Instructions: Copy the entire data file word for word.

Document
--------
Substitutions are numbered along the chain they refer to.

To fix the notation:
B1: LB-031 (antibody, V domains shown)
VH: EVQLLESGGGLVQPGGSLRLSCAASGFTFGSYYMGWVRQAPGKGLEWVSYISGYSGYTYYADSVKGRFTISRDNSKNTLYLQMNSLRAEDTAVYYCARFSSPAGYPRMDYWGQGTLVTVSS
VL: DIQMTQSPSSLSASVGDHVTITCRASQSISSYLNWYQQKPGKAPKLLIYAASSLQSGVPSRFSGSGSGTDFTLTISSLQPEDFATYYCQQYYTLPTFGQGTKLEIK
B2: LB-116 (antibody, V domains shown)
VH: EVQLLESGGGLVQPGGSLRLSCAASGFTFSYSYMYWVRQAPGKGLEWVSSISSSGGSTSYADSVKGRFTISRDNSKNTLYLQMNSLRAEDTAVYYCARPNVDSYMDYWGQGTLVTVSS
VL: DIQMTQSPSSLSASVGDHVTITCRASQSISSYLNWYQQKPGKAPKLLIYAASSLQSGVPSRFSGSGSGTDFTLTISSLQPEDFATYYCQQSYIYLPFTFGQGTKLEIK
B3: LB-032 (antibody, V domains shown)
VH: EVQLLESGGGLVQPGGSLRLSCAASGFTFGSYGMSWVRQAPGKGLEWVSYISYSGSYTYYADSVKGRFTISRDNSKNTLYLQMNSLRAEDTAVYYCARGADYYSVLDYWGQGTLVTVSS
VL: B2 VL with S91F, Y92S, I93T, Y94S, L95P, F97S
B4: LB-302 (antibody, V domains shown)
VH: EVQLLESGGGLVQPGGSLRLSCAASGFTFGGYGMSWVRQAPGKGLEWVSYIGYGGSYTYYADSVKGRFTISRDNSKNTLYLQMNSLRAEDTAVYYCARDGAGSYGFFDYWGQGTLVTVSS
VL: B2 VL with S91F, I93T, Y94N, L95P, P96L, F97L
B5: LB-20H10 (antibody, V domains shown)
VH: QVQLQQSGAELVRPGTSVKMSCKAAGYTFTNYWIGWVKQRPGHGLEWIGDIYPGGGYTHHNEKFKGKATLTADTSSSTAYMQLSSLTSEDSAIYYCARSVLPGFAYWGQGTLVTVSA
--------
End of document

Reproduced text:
Substitutions are numbered along the chain they refer to.

To fix the notation:
B1: LB-031 (antibody, V domains shown)
VH: EVQLLESGGGLVQPGGSLRLSCAASGFTFGSYYMGWVRQAPGKGLEWVSYISGYSGYTYYADSVKGRFTISRDNSKNTLYLQMNSLRAEDTAVYYCARFSSPAGYPRMDYWGQGTLVTVSS
VL: DIQMTQSPSSLSASVGDHVTITCRASQSISSYLNWYQQKPGKAPKLLIYAASSLQSGVPSRFSGSGSGTDFTLTISSLQPEDFATYYCQQYYTLPTFGQGTKLEIK
B2: LB-116 (antibody, V domains shown)
VH: EVQLLESGGGLVQPGGSLRLSCAASGFTFSYSYMYWVRQAPGKGLEWVSSISSSGGSTSYADSVKGRFTISRDNSKNTLYLQMNSLRAEDTAVYYCARPNVDSYMDYWGQGTLVTVSS
VL: DIQMTQSPSSLSASVGDHVTITCRASQSISSYLNWYQQKPGKAPKLLIYAASSLQSGVPSRFSGSGSGTDFTLTISSLQPEDFATYYCQQSYIYLPFTFGQGTKLEIK
B3: LB-032 (antibody, V domains shown)
VH: EVQLLESGGGLVQPGGSLRLSCAASGFTFGSYGMSWVRQAPGKGLEWVSYISYSGSYTYYADSVKGRFTISRDNSKNTLYLQMNSLRAEDTAVYYCARGADYYSVLDYWGQGTLVTVSS
VL: B2 VL with S91F, Y92S, I93T, Y94S, L95P, F97S
B4: LB-302 (antibody, V domains shown)
VH: EVQLLESGGGLVQPGGSLRLSCAASGFTFGGYGMSWVRQAPGKGLEWVSYIGYGGSYTYYADSVKGRFTISRDNSKNTLYLQMNSLRAEDTAVYYCARDGAGSYGFFDYWGQGTLVTVSS
VL: B2 VL with S91F, I93T, Y94N, L95P, P96L, F97L
B5: LB-20H10 (antibody, V domains shown)
VH: QVQLQQSGAELVRPGTSVKMSCKAAGYTFTNYWIGWVKQRPGHGLEWIGDIYPGGGYTHHNEKFKGKATLTADTSSSTAYMQLSSLTSEDSAIYYCARSVLPGFAYWGQGTLVTVSA